The dependence of various SOL widths on the line-averaged density ((n) over bar (e)) and plasma current (I(p)) for the quiescent H-mode plasmas with Type-V ELMs in the National Spherical Torus Experiment (NSTX) was investigated. It is found that the heat flux SOL width (lambda(q)), measured by the IR camera, is virtually insensitive to (n) over bar (e) and has a strong negative dependence on I(p). This insensitivity of lambda(q) to (n) over bare is consistent with the scaling law from JET H-mode plasmas that shows a very weak dependence on the upstream density. The electron temperature, ion saturation current density, electron density, and electron pressure decay lengths (lambda(Te), lambda(jsat), lambda(ne), and lambda(pe), respectively) measured by the probe showed that lambda(Te) and lambda(jsat) have strong negative dependence on I(p), whereas lambda(ne) and lambda(pe) revealed only a little or no dependence. The dependence of lambda(Te) on I(p) is consistent with the scaling law in the literature, while lambda(ne) and lambda(pe) dependence shows a different trend. (C) 2009 Elsevier B.V. All rights reserved.

  14. Dependence of various SOL widths on plasma current and density in NSTX H-mode plasmas

    SciTech Connect

    Ahn, J; Maingi, R; Boedo, J; Soukhanovskii, V A

    2009-02-12

    The dependence of various SOL widths on the line-averaged density ({ovr n}{sub e}) and plasma current (l{sub p}) for the quiescent H-mode plasmas with Type-V ELMs in the National Spherical Torus Experiment (NSTX) was investigated. It is found that the heat flux SOL width ({lambda}{sub q}), measured by the IR camera, is virtually insensitive to {ovr n}{sub e} and has a strong negative dependence on l{sub p}. This insensitivity of {lambda}{sub q} to {ovr n}{sub e} is consistent with the scaling law from JET H-mode plasmas that shows a very weak dependence on the upstream density. The electron temperature, ion saturation current density, electron density, and electron pressure decay lengths ({lambda}{sub Te}, {lambda}{sub jsat}, {lambda}{sub ne}, and {lambda}{sub pe}, respectively) measured by the probe showed that {lambda}{sub Te} and {lambda}{sub jsat} have strong negative dependence on l{sub p}, whereas {lambda}{sub ne} and {lambda}{sub pe} revealed only a little or no dependence. The dependence of {lambda}{sub Te} on l{sub p} is consistent with the scaling law in the literature while {lambda}{sub ne} and {lambda}{sub pe} dependence shows a different trend.

  15. ELMs and the H-Mode Pedestal in NSTX

    SciTech Connect

    Maingi, R; Sabbagh, S; Bush, C; Fredrickson, E; Menard, J; Stutman, D; Tritz, K; Bell, M; Bell, R; Boedo, J; Gates, D; Johnson, D; Kaita, R; Kaye, S; Kugel, H; LeBlanc, B; Mueller, D; Raman, R; Roquemore, A; Soukhanovskii, V; Stevenson, T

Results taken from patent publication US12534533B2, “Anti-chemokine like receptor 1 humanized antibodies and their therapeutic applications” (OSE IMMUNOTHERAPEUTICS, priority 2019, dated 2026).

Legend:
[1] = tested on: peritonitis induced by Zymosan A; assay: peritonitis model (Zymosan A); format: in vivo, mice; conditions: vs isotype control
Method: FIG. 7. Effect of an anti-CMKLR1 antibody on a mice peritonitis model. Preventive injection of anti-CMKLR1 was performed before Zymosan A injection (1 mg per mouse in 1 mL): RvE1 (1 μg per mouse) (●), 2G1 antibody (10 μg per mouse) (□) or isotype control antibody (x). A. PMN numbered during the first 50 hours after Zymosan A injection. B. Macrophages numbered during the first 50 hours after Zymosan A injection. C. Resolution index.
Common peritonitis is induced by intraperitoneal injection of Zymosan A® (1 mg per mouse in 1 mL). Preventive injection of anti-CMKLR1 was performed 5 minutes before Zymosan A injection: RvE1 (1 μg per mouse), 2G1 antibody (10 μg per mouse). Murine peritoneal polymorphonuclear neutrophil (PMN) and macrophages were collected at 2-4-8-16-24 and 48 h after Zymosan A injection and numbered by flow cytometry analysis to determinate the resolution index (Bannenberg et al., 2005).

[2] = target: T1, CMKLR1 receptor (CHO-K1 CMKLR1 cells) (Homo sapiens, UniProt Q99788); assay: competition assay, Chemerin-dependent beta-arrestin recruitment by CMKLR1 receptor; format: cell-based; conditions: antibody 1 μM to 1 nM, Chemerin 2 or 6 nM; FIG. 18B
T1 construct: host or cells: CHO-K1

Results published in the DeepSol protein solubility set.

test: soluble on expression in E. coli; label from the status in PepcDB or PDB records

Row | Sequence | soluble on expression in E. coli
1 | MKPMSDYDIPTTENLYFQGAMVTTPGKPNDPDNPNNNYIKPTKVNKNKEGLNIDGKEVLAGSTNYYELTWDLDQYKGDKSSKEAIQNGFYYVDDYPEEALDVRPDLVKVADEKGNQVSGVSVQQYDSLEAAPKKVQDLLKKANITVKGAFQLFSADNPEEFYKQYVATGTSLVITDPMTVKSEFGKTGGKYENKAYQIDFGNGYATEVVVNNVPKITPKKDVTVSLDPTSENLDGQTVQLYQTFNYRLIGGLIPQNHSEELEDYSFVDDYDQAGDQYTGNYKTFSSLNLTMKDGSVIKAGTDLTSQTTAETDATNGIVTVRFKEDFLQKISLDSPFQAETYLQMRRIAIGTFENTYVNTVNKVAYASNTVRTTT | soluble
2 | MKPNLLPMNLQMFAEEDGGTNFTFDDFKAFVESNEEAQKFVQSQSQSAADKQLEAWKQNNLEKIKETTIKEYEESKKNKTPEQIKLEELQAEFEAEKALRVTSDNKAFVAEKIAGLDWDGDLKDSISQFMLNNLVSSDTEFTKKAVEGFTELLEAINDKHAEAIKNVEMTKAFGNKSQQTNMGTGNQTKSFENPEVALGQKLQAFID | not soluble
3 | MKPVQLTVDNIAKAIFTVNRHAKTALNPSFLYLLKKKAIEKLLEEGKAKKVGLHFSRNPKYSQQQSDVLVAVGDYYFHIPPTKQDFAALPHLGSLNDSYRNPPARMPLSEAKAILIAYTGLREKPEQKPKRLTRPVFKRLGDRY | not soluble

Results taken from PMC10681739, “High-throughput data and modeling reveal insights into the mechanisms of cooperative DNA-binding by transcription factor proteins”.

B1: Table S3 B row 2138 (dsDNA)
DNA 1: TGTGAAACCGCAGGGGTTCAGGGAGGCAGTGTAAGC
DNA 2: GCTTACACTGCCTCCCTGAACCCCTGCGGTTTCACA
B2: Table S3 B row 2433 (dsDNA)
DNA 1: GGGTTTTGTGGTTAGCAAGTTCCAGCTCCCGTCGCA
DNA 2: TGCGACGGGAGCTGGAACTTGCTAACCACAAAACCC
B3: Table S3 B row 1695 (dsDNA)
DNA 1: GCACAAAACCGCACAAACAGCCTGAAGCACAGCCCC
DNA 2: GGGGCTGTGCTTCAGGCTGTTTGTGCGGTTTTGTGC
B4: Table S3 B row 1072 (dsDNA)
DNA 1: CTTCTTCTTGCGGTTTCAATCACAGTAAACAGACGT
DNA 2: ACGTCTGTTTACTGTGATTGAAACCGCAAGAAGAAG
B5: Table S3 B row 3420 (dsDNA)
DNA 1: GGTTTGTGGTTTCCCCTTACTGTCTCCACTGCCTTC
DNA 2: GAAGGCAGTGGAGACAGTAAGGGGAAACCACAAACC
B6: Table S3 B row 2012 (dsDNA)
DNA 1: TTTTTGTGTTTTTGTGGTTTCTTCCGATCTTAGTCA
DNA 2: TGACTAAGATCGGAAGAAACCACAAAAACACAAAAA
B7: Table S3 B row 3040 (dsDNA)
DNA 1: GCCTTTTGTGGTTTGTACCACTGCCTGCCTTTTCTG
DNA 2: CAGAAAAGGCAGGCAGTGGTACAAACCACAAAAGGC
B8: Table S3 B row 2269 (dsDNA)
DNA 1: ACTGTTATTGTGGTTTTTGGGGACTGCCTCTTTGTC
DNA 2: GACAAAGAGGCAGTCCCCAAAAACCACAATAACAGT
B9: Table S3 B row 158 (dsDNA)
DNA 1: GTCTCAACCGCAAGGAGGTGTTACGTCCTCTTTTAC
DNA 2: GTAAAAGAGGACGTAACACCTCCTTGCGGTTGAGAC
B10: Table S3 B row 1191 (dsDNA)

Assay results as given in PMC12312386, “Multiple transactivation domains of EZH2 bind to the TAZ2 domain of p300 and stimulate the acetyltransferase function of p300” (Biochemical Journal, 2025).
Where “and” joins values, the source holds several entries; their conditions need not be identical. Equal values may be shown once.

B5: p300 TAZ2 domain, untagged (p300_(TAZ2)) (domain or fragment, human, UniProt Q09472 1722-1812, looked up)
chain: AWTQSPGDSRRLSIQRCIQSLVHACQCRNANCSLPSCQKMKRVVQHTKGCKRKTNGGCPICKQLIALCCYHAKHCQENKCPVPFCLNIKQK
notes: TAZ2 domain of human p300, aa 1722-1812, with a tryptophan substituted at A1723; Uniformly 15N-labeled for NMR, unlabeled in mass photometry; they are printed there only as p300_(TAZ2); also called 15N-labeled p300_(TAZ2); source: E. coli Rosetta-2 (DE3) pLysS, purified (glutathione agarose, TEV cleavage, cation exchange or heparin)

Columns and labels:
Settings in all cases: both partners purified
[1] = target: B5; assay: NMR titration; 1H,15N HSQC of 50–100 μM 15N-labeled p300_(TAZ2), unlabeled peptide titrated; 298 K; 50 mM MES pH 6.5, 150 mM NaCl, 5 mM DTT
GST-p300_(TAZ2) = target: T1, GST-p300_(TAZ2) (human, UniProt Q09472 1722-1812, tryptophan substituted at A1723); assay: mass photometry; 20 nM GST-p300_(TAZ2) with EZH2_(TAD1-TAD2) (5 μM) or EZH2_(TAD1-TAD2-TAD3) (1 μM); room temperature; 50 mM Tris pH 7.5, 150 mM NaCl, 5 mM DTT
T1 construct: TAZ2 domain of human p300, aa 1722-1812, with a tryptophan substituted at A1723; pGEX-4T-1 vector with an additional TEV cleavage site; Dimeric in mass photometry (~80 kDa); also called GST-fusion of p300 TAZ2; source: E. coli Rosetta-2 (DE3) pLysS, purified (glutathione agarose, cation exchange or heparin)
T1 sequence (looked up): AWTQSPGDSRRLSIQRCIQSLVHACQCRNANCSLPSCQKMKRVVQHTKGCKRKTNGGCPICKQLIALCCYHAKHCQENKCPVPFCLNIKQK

2004-06-04

    We report on the behavior of ELMs in NBI-heated H-mode plasmas in NSTX. It is observed that the size of Type I ELMs, characterized by the change in plasma energy, decreases with increasing density, as observed at conventional aspect ratio. It is also observed that the Type I ELM size decreases as the plasma equilibrium is shifted from a symmetric double-null toward a lower single-null configuration. Type III ELMs have also been observed in NSTX, as well as a high-performance regime with small ELMs which we designate Type V. These Type V ELMs are consistent with high bootstrap current operation and density approaching Greenwald scaling. The Type V ELMs are characterized by an intermittent n=1 MHD mode rotating counter to the plasma current. Without active pumping, the density rises continuously through the Type V phase. However, efficient in-vessel pumping should allow density control, based on particle containment time estimates.

  16. ELMs and the H-mode Pedestal in NSTX

    SciTech Connect

    R. Maingi; S.A. Sabbagh; C.E. Bush; E.D. Fredrickson; J.E. Menard; D. Stutman; K. Tritz; M.G. Bell; R.E. Bell; J.A. Boedo; D.A. Gates; D.W. Johnson; R. Kaita; S.M. Kaye; H.W. Kugel; B.P. LeBlanc; D. Mueller; R. Raman; A.L. Roquemore; V.A. Soukhanovskii; T. Stevenson

    2004-07-16

    We report on the behavior of ELMs in NBI-heated H-mode plasmas in NSTX. It is observed that the size of Type I ELMs, characterized by the change in plasma energy, decreases with increasing density, as observed at conventional aspect ratio. It is also observed that the Type I ELM size decreases as the plasma equilibrium is shifted from a symmetric double-null toward a lower single-null configuration. Type III ELMs have also been observed in NSTX, as well as a high-performance regime with small ELMs which we designate Type V. These Type V ELMs are consistent with high bootstrap current operation and density approaching Greenwald scaling. The Type V ELMs are characterized by an intermittent n=1 MHD mode rotating counter to the plasma current. Without active pumping, the density rises continuously through the Type V phase. However, efficient in-vessel pumping should allow density control, based on particle containment time estimates.

  17. Advances in High Harmonic Fast Wave Heating of NSTX H-mode Plasmas

    SciTech Connect

    Ryan, Philip Michael; Ahn, Joonwook; Bell, R. E.; Bonoli, P.; Chen, Guangye; Green, David L; Harvey, R. W.; Hosea, J.; Jaeger, Erwin Frederick; Kaye, S.; LeBlanc, B; Maingi, Rajesh; Phillips, Cynthia; Podesta, M.; Taylor, G.; Wilgen, John B; Wilson, J. R.

    2010-01-01